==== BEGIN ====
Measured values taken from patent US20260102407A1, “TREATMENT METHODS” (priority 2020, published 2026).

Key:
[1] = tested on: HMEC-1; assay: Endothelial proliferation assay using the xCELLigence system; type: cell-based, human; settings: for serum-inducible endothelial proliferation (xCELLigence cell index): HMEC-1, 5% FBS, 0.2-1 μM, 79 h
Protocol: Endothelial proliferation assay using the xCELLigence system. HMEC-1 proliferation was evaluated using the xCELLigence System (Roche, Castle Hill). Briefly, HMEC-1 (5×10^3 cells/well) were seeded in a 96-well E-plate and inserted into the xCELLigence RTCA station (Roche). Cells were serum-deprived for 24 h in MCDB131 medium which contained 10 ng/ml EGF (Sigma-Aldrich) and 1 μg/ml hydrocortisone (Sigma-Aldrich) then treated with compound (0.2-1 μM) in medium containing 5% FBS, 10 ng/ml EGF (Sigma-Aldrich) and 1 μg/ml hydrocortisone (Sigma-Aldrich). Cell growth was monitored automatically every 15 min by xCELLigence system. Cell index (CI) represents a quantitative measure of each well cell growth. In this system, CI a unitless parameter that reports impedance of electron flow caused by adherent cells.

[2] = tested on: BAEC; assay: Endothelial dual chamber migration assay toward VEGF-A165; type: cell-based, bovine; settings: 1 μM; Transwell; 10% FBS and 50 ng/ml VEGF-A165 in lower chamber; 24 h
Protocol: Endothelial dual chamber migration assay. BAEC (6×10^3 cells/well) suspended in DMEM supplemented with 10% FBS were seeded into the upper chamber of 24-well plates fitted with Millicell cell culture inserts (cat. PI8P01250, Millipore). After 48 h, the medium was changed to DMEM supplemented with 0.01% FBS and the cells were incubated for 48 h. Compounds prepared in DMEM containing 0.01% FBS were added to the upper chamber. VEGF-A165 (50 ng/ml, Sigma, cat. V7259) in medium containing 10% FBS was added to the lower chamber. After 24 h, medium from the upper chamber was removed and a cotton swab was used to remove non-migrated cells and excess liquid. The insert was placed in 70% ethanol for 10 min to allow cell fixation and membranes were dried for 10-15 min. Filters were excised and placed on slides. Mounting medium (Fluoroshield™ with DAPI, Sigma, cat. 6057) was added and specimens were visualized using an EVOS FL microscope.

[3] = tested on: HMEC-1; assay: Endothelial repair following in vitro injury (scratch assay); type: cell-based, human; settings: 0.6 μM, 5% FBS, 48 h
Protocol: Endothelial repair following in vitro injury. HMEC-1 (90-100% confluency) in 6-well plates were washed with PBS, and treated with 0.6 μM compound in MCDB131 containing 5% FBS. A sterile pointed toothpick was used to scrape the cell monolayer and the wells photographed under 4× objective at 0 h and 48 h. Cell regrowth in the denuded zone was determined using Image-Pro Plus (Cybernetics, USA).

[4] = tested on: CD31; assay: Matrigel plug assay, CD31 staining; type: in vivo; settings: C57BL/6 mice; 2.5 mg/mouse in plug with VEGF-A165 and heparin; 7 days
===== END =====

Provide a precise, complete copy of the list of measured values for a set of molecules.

Measured values taken from patent US20260102407A1, “TREATMENT METHODS” (priority 2020, published 2026).

Key:
[1] = tested on: HMEC-1; assay: Endothelial proliferation assay using the xCELLigence system; type: cell-based, human; settings: for serum-inducible endothelial proliferation (xCELLigence cell index): HMEC-1, 5% FBS, 0.2-1 μM, 79 h
Protocol: Endothelial proliferation assay using the xCELLigence system. HMEC-1 proliferation was evaluated using the xCELLigence System (Roche, Castle Hill). Briefly, HMEC-1 (5×10^3 cells/well) were seeded in a 96-well E-plate and inserted into the xCELLigence RTCA station (Roche). Cells were serum-deprived for 24 h in MCDB131 medium which contained 10 ng/ml EGF (Sigma-Aldrich) and 1 μg/ml hydrocortisone (Sigma-Aldrich) then treated with compound (0.2-1 μM) in medium containing 5% FBS, 10 ng/ml EGF (Sigma-Aldrich) and 1 μg/ml hydrocortisone (Sigma-Aldrich). Cell growth was monitored automatically every 15 min by xCELLigence system. Cell index (CI) represents a quantitative measure of each well cell growth. In this system, CI a unitless parameter that reports impedance of electron flow caused by adherent cells.

[2] = tested on: BAEC; assay: Endothelial dual chamber migration assay toward VEGF-A165; type: cell-based, bovine; settings: 1 μM; Transwell; 10% FBS and 50 ng/ml VEGF-A165 in lower chamber; 24 h
Protocol: Endothelial dual chamber migration assay. BAEC (6×10^3 cells/well) suspended in DMEM supplemented with 10% FBS were seeded into the upper chamber of 24-well plates fitted with Millicell cell culture inserts (cat. PI8P01250, Millipore). After 48 h, the medium was changed to DMEM supplemented with 0.01% FBS and the cells were incubated for 48 h. Compounds prepared in DMEM containing 0.01% FBS were added to the upper chamber. VEGF-A165 (50 ng/ml, Sigma, cat. V7259) in medium containing 10% FBS was added to the lower chamber. After 24 h, medium from the upper chamber was removed and a cotton swab was used to remove non-migrated cells and excess liquid. The insert was placed in 70% ethanol for 10 min to allow cell fixation and membranes were dried for 10-15 min. Filters were excised and placed on slides. Mounting medium (Fluoroshield™ with DAPI, Sigma, cat. 6057) was added and specimens were visualized using an EVOS FL microscope.

[3] = tested on: HMEC-1; assay: Endothelial repair following in vitro injury (scratch assay); type: cell-based, human; settings: 0.6 μM, 5% FBS, 48 h
Protocol: Endothelial repair following in vitro injury. HMEC-1 (90-100% confluency) in 6-well plates were washed with PBS, and treated with 0.6 μM compound in MCDB131 containing 5% FBS. A sterile pointed toothpick was used to scrape the cell monolayer and the wells photographed under 4× objective at 0 h and 48 h. Cell regrowth in the denuded zone was determined using Image-Pro Plus (Cybernetics, USA).

[4] = tested on: CD31; assay: Matrigel plug assay, CD31 staining; type: in vivo; settings: C57BL/6 mice; 2.5 mg/mouse in plug with VEGF-A165 and heparin; 7 days